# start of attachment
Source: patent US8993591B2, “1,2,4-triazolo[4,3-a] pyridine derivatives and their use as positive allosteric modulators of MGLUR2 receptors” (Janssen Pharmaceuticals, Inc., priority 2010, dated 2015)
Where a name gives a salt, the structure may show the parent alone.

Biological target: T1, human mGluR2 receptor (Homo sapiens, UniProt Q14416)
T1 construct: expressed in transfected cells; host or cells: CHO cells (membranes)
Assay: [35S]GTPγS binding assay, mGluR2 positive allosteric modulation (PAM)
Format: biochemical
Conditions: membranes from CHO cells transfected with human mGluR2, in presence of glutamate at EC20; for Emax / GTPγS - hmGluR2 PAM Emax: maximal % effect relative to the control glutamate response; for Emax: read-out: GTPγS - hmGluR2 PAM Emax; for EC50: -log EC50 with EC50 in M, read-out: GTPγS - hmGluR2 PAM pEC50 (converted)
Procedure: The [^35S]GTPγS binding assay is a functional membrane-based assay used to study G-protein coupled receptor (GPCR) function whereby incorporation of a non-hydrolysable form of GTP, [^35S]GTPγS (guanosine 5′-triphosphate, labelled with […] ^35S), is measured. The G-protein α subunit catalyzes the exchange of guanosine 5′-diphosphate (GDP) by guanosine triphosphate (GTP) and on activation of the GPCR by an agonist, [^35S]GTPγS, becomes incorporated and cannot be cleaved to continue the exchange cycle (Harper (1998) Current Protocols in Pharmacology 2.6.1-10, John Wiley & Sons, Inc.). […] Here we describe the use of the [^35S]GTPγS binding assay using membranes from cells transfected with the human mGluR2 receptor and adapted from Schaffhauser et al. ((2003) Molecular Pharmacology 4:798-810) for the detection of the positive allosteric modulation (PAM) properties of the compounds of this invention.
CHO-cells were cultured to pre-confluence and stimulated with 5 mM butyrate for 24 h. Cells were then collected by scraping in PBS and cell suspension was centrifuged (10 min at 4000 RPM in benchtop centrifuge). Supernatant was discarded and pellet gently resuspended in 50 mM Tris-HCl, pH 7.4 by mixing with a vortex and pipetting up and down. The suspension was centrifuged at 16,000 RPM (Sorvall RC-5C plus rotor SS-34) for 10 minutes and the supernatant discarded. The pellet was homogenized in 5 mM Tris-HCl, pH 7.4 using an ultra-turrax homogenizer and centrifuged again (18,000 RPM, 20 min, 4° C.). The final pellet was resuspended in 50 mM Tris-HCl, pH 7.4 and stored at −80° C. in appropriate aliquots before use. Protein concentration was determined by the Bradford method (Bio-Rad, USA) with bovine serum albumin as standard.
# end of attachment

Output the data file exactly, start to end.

Source: patent US8993591B2, “1,2,4-triazolo[4,3-a] pyridine derivatives and their use as positive allosteric modulators of MGLUR2 receptors” (Janssen Pharmaceuticals, Inc., priority 2010, dated 2015)
Where a name gives a salt, the structure may show the parent alone.

Biological target: T1, human mGluR2 receptor (Homo sapiens, UniProt Q14416)
T1 construct: expressed in transfected cells; host or cells: CHO cells (membranes)
Assay: [35S]GTPγS binding assay, mGluR2 positive allosteric modulation (PAM)
Format: biochemical
Conditions: membranes from CHO cells transfected with human mGluR2, in presence of glutamate at EC20; for Emax / GTPγS - hmGluR2 PAM Emax: maximal % effect relative to the control glutamate response; for Emax: read-out: GTPγS - hmGluR2 PAM Emax; for EC50: -log EC50 with EC50 in M, read-out: GTPγS - hmGluR2 PAM pEC50 (converted)
Procedure: The [^35S]GTPγS binding assay is a functional membrane-based assay used to study G-protein coupled receptor (GPCR) function whereby incorporation of a non-hydrolysable form of GTP, [^35S]GTPγS (guanosine 5′-triphosphate, labelled with […] ^35S), is measured. The G-protein α subunit catalyzes the exchange of guanosine 5′-diphosphate (GDP) by guanosine triphosphate (GTP) and on activation of the GPCR by an agonist, [^35S]GTPγS, becomes incorporated and cannot be cleaved to continue the exchange cycle (Harper (1998) Current Protocols in Pharmacology 2.6.1-10, John Wiley & Sons, Inc.). […] Here we describe the use of the [^35S]GTPγS binding assay using membranes from cells transfected with the human mGluR2 receptor and adapted from Schaffhauser et al. ((2003) Molecular Pharmacology 4:798-810) for the detection of the positive allosteric modulation (PAM) properties of the compounds of this invention.
CHO-cells were cultured to pre-confluence and stimulated with 5 mM butyrate for 24 h. Cells were then collected by scraping in PBS and cell suspension was centrifuged (10 min at 4000 RPM in benchtop centrifuge). Supernatant was discarded and pellet gently resuspended in 50 mM Tris-HCl, pH 7.4 by mixing with a vortex and pipetting up and down. The suspension was centrifuged at 16,000 RPM (Sorvall RC-5C plus rotor SS-34) for 10 minutes and the supernatant discarded. The pellet was homogenized in 5 mM Tris-HCl, pH 7.4 using an ultra-turrax homogenizer and centrifuged again (18,000 RPM, 20 min, 4° C.). The final pellet was resuspended in 50 mM Tris-HCl, pH 7.4 and stored at −80° C. in appropriate aliquots before use. Protein concentration was determined by the Bradford method (Bio-Rad, USA) with bovine serum albumin as standard.